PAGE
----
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Glaze then Wax?

14 December 2022
I'm a bit confused and a lot unknowledgeable Do you need to use a glaze then a good wax. And if so i see glaze comes in different cuts such as 1-12 in McGuires 105 to mirror glaze.
The Wolfgang swirl remover is recommended it mentions nano cut is this okay on a na2 a little scared about too much cut.
I enjoy detailing, but I have a very basic level of knowledge.. To keep it very simple and to answer your question, glaze is applied first and it's intended to help brighten dull paint (especially after compounding) plus they have fillers, which temporarily fill in minor scratches.. Waxes come after and they're intended to protect your paint... Can't comment on wolfgang stuff since I've never used them.

I'm not sure what you're trying to achieve, but if you're strictly looking to brighten up and protect your paint go for a quality sealant/wax.. If you're trying to paint correct (remove scratches, haze, and/or dullness in paint), then you will have to compound and polish your paint. This process will leave your paint looking as best as possible, but it's much more involved. It requires much more time and you'll need multiple supplies (compound, polish, pads, machines, etc).

Check out detailing videos on youtube as they're huge help. Maybe someone on here with more experience and knowledge can also pitch in..
To add to BmanNSX's advice, restoration of a finish should begin really with a good clay bar cleaning before putting on other products on like wax or sealants. If you must use compound always start with the most mild abrasive possible, unless you're a pro a more gentle but perhaps slower approach is advisable. Once paint is removed its gone for good. Lots of early Red NSXs look orange because someone burned off the tri-coat. Sometimes a polishing wax like Nu-Finish or micropolishing glaze will do the trick.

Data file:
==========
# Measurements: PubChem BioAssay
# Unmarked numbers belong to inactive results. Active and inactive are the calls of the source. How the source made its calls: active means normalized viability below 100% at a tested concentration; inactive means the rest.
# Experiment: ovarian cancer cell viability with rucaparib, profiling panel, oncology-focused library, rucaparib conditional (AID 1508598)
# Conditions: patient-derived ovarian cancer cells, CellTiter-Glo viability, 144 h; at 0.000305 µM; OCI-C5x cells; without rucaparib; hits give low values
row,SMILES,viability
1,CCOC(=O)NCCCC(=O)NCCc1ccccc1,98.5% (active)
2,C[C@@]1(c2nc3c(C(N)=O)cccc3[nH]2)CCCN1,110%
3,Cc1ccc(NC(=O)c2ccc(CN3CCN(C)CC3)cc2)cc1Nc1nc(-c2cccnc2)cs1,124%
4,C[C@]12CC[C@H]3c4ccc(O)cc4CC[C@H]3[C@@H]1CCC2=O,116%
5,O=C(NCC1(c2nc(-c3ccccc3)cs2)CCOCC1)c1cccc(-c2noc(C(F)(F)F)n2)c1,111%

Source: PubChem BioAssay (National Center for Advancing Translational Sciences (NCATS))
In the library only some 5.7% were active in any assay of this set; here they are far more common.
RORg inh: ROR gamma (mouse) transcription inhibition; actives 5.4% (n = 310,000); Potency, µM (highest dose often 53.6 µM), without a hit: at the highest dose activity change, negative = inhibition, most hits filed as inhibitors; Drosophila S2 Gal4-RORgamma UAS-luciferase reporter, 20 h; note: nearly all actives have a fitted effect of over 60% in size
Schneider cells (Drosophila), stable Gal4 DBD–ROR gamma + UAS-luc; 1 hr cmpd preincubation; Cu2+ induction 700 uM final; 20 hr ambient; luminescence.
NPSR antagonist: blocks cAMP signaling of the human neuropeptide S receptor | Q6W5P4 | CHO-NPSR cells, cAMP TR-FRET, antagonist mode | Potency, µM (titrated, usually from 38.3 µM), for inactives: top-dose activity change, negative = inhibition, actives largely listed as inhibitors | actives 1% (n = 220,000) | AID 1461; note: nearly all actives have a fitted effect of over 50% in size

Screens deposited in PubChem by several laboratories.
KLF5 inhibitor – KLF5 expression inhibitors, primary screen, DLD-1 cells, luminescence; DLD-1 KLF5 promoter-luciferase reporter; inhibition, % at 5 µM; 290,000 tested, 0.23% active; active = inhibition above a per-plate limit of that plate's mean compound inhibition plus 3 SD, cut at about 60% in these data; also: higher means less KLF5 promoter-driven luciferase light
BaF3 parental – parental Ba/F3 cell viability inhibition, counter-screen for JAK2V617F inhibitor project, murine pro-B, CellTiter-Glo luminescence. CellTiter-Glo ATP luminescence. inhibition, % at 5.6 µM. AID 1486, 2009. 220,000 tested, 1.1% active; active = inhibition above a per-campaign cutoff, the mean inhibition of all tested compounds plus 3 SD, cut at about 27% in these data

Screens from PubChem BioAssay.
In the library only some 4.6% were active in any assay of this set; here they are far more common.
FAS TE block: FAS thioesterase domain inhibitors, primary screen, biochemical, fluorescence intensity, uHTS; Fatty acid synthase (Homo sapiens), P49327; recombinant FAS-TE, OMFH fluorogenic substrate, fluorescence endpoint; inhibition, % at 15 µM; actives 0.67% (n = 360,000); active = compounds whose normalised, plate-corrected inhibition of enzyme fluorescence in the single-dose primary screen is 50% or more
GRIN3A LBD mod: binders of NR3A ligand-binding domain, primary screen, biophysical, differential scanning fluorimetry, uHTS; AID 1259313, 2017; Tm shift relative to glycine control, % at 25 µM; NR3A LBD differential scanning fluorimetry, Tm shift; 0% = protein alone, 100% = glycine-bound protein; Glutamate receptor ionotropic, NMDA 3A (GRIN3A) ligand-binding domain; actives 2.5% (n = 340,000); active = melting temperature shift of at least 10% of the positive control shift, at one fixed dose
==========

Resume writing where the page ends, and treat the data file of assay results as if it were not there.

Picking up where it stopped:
The auto finishing product business is unregulated in terms of product descriptions so they can make and call stuff whatever they want to as long as the promises on the labels are suitably vague enough to keep them out of court. I think sealants and glazes are just more stuff that has been created to sell to you. The only observation I can make is that I think sealants seem to be classified as a more durable form of of synthetic based final protection than wax. My take is that the glazes that are in liquid form seem to be a final polish with very fine abrasives.

In the products for managing paint finishes, there are two rather broad product descriptions, polishes and surface protection. In general, polishes remove surface defects (fine scratches / scuff and swirl marks) and waxes or sealants try and protect the surface.

All polishes contain micro abrasives. They remove scratches and marks by leveling (removing) finished paint around the scratch so that it is no longer visible. If the paint is in good condition (no scratches or oxidation) I would not use anything that contains a polish because you are removing a bit of the clear coat each time. Polishes run a fairly large gamut rangeing from paint correction compounds to polishes intended for more frequent use. When I got my NSX I did a paint correction using a dual action buffer with an initial treatment using Meguiars M105 (moderately aggressive abrasive) correction compound followed by Meguiars M205 which is closer to a final polish compound. Mequiars calls M105 an ultra cut compound and M205 a finishing compound. Just to screw with your head they refer to both products as ultra glaze; but, they are not the same as the glazes that are sold in a bottle as 'glaze'. I went over the car once with the M105 and have not made a general application of the M105 since. If I get a scuff mark on the clearcoat I will remove the scuff by spot polishing with M205 and probably every 3-4 years do a light treatment of the complete car with M205 to remove the marks that inevitably seem to show up from washing and drying. I have used the M105 as a spot treatment once or twice if I get a very aggressive water spot that will not come out with the M205.

When I did the initial M105 - M205 paint correction treatment on the NSX, after finishing the paint correction, as an experiment I did apply a 'glaze' product to 1/2 of the trunk lid using the DA buffer. On a surface that had just gone through the paint correction process there was no discernable difference between the glazed and unglazed side of the panel. As a result the remains of that bottle of glaze has been sitting unused on a shelf in my garage for 7+ years. Perhaps on a slightly deteriorated paint surface a glaze might provide some level of polishing.